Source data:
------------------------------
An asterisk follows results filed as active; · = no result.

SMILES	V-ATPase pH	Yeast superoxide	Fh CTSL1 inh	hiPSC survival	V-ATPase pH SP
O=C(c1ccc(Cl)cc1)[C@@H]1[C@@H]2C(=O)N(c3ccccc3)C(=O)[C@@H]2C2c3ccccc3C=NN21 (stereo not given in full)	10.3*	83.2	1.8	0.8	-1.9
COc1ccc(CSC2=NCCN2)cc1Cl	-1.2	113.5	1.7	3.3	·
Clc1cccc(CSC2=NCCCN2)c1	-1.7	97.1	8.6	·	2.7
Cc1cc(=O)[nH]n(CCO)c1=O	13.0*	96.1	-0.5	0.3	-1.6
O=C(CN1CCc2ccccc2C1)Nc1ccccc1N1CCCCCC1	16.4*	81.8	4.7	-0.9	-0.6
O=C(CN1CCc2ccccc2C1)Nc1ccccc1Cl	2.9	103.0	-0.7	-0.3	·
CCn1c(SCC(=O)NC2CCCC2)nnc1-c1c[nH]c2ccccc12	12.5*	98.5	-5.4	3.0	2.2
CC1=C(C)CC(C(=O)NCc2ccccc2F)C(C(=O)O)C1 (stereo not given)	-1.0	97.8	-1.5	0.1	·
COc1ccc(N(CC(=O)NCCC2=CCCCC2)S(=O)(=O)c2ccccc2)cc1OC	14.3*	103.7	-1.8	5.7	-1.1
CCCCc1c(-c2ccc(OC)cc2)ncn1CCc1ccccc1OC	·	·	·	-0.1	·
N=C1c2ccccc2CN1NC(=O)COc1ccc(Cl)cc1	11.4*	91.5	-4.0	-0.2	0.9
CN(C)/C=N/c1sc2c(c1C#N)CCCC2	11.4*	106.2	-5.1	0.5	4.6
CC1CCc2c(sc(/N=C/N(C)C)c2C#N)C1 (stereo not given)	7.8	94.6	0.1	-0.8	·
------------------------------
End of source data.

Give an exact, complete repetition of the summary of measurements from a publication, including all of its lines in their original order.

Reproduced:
An asterisk follows results filed as active; · = no result.

SMILES	V-ATPase pH	Yeast superoxide	Fh CTSL1 inh	hiPSC survival	V-ATPase pH SP
O=C(c1ccc(Cl)cc1)[C@@H]1[C@@H]2C(=O)N(c3ccccc3)C(=O)[C@@H]2C2c3ccccc3C=NN21 (stereo not given in full)	10.3*	83.2	1.8	0.8	-1.9
COc1ccc(CSC2=NCCN2)cc1Cl	-1.2	113.5	1.7	3.3	·
Clc1cccc(CSC2=NCCCN2)c1	-1.7	97.1	8.6	·	2.7
Cc1cc(=O)[nH]n(CCO)c1=O	13.0*	96.1	-0.5	0.3	-1.6
O=C(CN1CCc2ccccc2C1)Nc1ccccc1N1CCCCCC1	16.4*	81.8	4.7	-0.9	-0.6
O=C(CN1CCc2ccccc2C1)Nc1ccccc1Cl	2.9	103.0	-0.7	-0.3	·
CCn1c(SCC(=O)NC2CCCC2)nnc1-c1c[nH]c2ccccc12	12.5*	98.5	-5.4	3.0	2.2
CC1=C(C)CC(C(=O)NCc2ccccc2F)C(C(=O)O)C1 (stereo not given)	-1.0	97.8	-1.5	0.1	·
COc1ccc(N(CC(=O)NCCC2=CCCCC2)S(=O)(=O)c2ccccc2)cc1OC	14.3*	103.7	-1.8	5.7	-1.1
CCCCc1c(-c2ccc(OC)cc2)ncn1CCc1ccccc1OC	·	·	·	-0.1	·
N=C1c2ccccc2CN1NC(=O)COc1ccc(Cl)cc1	11.4*	91.5	-4.0	-0.2	0.9
CN(C)/C=N/c1sc2c(c1C#N)CCCC2	11.4*	106.2	-5.1	0.5	4.6
CC1CCc2c(sc(/N=C/N(C)C)c2C#N)C1 (stereo not given)	7.8	94.6	0.1	-0.8	·